In the same way that Japanese art and designer Yayoi Kusama’s lively and asymmetrical cooperation with Louis Vuitton is theatrically being noticed in cities worldwide, Japan’s drinks and food rituals are also making an impact across the globe. It was reported that the New York Times recently looked at the rising popularity of Greenpoint in Brooklyn as the brand-new Little Tokyo of New York, focusing on the surge of Japanese businesses in the past few years. This includes Japanese cafes and shops Acre, tea salon Kettl and Sake Shop Bin Bin Sake, and grocery store Mitsuki Japanese Market. This Japanese food and drink expansion is visible all over Europe and in other markets across Asia, mainly because of the Japanese government’s goal to dramatically boost the country’s exports of drinks and food in the coming decade. Following ten years of unprecedented growth, the government plans to increase the value of Japan’s exports of food by five times over the next 11 years, between 2019 and 2030. from Y=912.1 billion annually to a total of 5 trillion dollars.
Certain businesses and brands offer elements of Japanese cuisine and culture that are already well-known to international customers. In contrast, others focus on bringing largely unexplored traditions into the Western world. For instance, Dashi Okume in New York is a restaurant specializing in dashi, the traditional Japanese soup made of dried mushrooms, fish, and seaweed. A soba restaurant made from buckwheat is scheduled to be opened at Greenpoint in the next few months. The most intriguing Japanese export story revolves around one of the most well-known items, Sake. It is mainly due to the lower consumption of alcohol by Japan’s aging population, which is driven by the younger generation who are more inclined to drink Western-style beverages; Japanese sake sales have decreased significantly over the past 50 years. Sake production in Sake for the Japanese market has declined by 75 percent since the 1970s, as per the Brewers Association of Japan, which also found an increase of 30% in domestic demand over the past decade.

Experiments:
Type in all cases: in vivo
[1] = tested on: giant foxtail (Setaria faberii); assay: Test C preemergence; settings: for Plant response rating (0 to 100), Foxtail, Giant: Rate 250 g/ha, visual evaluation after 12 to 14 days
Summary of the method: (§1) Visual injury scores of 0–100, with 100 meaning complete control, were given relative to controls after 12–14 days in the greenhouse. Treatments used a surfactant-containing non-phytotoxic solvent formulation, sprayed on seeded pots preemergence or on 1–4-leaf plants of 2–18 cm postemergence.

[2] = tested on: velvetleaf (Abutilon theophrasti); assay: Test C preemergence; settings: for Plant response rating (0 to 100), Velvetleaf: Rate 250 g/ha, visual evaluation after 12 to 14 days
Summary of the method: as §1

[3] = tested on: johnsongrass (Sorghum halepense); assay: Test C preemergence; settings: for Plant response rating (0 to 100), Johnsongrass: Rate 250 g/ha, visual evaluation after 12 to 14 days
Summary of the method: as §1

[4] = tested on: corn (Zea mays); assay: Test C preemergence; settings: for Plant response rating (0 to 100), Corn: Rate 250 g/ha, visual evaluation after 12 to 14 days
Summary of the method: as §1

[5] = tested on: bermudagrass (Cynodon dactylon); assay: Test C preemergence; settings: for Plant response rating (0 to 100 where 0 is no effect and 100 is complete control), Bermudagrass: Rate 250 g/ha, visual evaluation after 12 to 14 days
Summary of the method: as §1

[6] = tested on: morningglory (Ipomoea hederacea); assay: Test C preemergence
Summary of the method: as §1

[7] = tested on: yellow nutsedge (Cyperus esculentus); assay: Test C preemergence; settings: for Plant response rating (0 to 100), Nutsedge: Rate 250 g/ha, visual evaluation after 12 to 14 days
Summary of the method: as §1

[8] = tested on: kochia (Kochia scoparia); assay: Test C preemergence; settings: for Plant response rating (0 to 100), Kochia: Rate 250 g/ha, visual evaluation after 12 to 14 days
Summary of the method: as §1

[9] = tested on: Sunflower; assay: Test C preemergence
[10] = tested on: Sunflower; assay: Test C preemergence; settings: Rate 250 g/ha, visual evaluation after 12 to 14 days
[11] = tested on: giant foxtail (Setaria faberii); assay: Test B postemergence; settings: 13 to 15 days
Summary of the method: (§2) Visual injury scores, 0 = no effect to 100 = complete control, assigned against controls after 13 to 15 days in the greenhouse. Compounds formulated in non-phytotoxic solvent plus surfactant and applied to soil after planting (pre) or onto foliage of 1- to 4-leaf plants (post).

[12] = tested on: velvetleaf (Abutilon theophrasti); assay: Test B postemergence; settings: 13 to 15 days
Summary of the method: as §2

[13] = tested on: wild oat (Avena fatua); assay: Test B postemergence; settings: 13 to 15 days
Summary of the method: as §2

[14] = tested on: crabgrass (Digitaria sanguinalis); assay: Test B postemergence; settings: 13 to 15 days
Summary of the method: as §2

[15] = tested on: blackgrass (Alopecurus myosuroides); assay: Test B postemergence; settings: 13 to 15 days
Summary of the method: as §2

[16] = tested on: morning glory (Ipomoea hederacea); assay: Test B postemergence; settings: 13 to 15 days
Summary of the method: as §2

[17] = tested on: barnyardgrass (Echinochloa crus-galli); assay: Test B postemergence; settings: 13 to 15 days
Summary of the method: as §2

IWA Sake photos are @ Nao TSUDA
This has led to the need for a growing export market for Sake, and Japanese brewery owners have recently been reimagining the sake drink to appeal to international markets, especially China and the US, in addition to the EU. In the domestic market in Japan, Sake is seen as a drink for middle-aged men, and its image is marred by inferior products that are believed to contain additives and often cause hangovers. The result has led sake companies to completely reinvent the product’s image and positioning to be more appealing to the tastes and lifestyles of young, wealthy Westerners. One way to do this is through integrating Sake with the food lifestyles. It is believed that the Western lifestyle, which usually includes fattier, more prosperous, and dairy-based foods compared to Japan, is thought to be the best food pairing, which is why sake companies and restaurants are taking advantage of this to make Sake appear a top choice.
Sakes that are lighter and fruity are also being developed to appeal to people from all over the world. They usually borrow from fine wine’s design and language rules, and even new ones are being developed that incorporate winemaking expertise into the making process. For instance, IWA Sake was created by a former chef of the cave of Dom Perignon Champagne, Richard Geoffroy, and Heavensake is jointly owned by French and Japanese and was founded by an ex-head winemaker of the Piper Heidsieck Champagne house, Regis Camus. Heavensake is sugar-free, additive-free, and gluten-free and was created in Japan with the slogan “Japanese excellence, French taste.” Regis Camus tells Wunderman Thompson Intelligence that this approach to blending might be the secret to success globally. He explained: “HEAVENSAKE was the first to introduce its art of Assemblage (blending) into Sake in order to create fruity and smooth flavors that can be adaptable to Western tastes. Regarding marketing, our method is to showcase the various ways in the time you can drink HeavinessAKE, from business meals and even Burning Man.”
If it’s sticking to the tradition or blending Japanese tradition with Western tastes, The Japanese culinary explosion will continue throughout the decade.